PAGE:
A Few Odds and Ends Diving Tidbits (Part 4) 27 June 2008

squidMonday evening (Day 3), Lester and I and his frequent dive buddy Jack went diving off Buddy Dock and swam about 200 feet down the shoreline over the sand to just hang in about 10’ of water watching a beautiful pod of 30+ squid! They are so cool – they just gently motor forward and reverse, waving their lovely gossamer skirts. I didn’t see them change color, but felt like maybe they were checking me out in my bright-colored top, to see if I might be food.

Tuesday afternoon I finally noticed these tiny fascinating creatures called ‘sand blennies’ (related to Ellie’s favorites, the yellow-headed jawfish) in the shallows darting around just above the sand…what I suddenly realized is that when you get too close, they just disappear…into the sand!

I think my favorite fish is the trunkfish (photo up there in Part 1) – a cute, small boxy creature white with black spots, a long snout, and whirring side rudder fins. They do a ‘reverse hoovering’ maneuver, blowing sand to look for food. Later in the week I finally saw a juvenile trunkfish – it was a black ball about ¼ inch in diameter, with yellow spots. So tiny and so cute!

Here is a link to download Lester’s really cool video of a leatherback turtle that played with our group for about 20 minutes on the surface at the end of a dive. turtleIt was so curious that Ellie was convinced he has been fed by people – it is common for boat divers to throw finished-snack watermelon rinds into the water between dives; the fish love them. Ellie and I were first to the surface at the end of the dive, and the turtle played with the two of us for at least 10 minutes even before Lester started filming (see it here between us?). After the turtle swam away and then came back up to me 3 times, Danielo, the captain, finally said “Linda, I think you’d better get out – I am afraid he is going to try to bite your arm!” (thinking I was watermelon in my bright diveskin…) So Ellie and I are not in this video, but Greg is the first person you see gently reaching to touch his shell!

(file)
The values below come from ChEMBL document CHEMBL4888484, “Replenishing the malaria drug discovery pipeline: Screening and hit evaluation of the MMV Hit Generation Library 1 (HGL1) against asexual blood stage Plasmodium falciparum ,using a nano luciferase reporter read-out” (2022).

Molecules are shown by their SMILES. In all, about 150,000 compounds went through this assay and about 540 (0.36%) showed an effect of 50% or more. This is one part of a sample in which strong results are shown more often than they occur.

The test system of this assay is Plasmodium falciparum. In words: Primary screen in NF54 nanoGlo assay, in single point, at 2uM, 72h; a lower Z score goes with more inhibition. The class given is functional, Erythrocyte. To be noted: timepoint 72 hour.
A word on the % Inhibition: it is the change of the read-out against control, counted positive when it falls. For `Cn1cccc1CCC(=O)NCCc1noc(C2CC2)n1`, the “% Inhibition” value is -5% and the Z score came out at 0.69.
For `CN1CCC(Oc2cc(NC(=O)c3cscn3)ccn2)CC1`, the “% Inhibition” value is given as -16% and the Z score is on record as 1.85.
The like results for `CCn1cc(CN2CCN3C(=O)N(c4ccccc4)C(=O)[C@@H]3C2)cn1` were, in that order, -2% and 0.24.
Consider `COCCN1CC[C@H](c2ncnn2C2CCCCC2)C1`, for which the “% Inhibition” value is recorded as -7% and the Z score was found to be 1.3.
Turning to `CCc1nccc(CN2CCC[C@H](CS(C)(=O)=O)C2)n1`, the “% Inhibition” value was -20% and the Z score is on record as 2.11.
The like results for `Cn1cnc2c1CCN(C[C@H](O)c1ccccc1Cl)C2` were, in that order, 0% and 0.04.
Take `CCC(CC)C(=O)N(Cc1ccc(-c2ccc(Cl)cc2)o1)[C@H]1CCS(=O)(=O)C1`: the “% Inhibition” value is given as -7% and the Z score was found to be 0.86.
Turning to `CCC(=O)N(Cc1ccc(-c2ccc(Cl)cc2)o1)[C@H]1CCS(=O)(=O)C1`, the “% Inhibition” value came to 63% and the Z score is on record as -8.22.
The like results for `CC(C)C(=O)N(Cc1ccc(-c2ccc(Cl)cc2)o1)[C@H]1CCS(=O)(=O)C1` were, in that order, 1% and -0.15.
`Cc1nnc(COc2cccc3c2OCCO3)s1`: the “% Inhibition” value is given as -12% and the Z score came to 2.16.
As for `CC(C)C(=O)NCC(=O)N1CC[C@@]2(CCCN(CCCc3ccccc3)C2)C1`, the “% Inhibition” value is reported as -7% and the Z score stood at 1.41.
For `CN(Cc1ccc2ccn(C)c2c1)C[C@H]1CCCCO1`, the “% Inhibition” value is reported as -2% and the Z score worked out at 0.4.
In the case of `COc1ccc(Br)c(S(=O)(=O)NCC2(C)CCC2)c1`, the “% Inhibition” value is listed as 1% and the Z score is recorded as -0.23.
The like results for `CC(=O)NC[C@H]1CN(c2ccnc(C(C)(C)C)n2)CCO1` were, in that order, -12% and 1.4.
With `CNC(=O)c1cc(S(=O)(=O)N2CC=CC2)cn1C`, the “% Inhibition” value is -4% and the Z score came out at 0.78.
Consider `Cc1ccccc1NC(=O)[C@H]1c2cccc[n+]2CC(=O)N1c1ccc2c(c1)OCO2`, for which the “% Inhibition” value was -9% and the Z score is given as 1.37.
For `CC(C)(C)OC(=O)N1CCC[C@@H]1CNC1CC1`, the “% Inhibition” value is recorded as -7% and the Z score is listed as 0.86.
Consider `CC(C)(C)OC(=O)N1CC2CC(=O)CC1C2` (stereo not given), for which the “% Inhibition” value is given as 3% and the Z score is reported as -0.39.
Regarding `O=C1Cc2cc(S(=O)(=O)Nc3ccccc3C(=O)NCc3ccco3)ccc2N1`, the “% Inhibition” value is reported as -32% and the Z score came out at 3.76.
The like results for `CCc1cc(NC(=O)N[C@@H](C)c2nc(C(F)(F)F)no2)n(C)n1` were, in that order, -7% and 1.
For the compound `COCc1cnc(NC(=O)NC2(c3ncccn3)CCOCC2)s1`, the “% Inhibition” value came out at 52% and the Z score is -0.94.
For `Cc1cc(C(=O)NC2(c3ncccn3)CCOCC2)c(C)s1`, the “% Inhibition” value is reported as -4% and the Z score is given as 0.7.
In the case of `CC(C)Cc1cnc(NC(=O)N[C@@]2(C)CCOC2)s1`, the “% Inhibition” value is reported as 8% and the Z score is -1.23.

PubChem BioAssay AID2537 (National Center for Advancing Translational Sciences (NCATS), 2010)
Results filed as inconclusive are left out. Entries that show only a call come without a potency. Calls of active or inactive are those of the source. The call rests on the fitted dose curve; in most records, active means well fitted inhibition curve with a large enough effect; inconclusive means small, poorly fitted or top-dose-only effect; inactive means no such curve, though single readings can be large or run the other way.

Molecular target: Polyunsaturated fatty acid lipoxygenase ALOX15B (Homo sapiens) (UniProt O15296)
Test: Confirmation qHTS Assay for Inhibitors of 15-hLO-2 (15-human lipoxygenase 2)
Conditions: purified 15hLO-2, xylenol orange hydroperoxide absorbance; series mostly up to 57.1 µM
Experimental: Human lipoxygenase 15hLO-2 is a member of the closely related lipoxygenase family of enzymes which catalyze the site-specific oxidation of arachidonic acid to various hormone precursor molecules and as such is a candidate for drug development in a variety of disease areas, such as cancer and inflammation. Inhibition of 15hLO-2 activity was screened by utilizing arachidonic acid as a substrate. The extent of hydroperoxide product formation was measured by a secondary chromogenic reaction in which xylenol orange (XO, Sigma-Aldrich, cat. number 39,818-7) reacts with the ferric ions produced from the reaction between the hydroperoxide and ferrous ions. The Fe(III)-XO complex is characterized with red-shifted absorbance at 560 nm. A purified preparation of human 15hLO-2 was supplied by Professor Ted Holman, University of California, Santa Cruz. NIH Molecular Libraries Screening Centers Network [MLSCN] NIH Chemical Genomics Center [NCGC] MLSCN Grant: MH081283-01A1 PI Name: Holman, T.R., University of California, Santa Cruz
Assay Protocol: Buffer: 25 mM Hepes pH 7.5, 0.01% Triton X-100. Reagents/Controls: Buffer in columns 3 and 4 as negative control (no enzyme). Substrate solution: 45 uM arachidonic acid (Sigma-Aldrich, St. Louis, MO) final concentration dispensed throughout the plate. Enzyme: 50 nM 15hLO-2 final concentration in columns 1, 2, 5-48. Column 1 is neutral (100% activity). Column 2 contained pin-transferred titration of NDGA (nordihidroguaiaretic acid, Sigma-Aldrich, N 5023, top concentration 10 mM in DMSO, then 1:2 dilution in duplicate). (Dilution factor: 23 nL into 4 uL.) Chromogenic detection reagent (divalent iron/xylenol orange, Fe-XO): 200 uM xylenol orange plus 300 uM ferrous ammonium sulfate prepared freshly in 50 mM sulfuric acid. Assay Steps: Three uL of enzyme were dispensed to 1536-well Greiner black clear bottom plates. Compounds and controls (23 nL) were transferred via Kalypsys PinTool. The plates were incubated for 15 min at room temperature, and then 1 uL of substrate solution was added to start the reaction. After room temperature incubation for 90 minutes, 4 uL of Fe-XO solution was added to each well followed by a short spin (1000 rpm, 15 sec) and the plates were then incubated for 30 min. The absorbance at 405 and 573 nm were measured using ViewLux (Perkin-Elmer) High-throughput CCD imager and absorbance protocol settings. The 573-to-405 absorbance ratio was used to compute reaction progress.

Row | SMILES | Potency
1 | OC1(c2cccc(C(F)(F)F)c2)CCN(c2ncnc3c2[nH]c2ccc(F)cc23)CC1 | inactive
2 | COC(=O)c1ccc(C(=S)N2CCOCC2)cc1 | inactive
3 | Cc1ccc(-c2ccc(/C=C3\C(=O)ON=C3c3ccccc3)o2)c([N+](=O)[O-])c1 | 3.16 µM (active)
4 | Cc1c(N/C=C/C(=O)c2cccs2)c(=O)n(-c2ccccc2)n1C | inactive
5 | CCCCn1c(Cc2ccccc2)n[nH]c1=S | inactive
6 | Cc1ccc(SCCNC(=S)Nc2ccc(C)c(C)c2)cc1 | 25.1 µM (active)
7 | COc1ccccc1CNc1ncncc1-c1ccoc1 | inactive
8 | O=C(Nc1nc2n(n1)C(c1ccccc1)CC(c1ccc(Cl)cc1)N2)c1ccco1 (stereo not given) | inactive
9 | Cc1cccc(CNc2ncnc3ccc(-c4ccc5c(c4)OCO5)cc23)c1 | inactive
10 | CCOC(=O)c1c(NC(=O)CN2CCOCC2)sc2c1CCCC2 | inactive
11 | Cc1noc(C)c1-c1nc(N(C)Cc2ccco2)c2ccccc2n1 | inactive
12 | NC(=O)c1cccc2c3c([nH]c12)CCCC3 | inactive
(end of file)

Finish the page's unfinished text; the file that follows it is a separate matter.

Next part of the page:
Diving at the Salt Pier was one of my three top favorites – swimming around and between the tall, angled pylons (most about 2 feet in diameter) that were covered with coral and swarming with fish (below). salt pier More even than most sites, it feels like an other-worldly environment.

Ellie and I also did a night dive as part of my Advanced Open Water series – it was weird! Unnerving, because you can’t see as easily where you are in the water, but when you shine your [required] light on the coral, it is beautiful, and so many different things are out at night, the colors so vivid in the beam of bright light.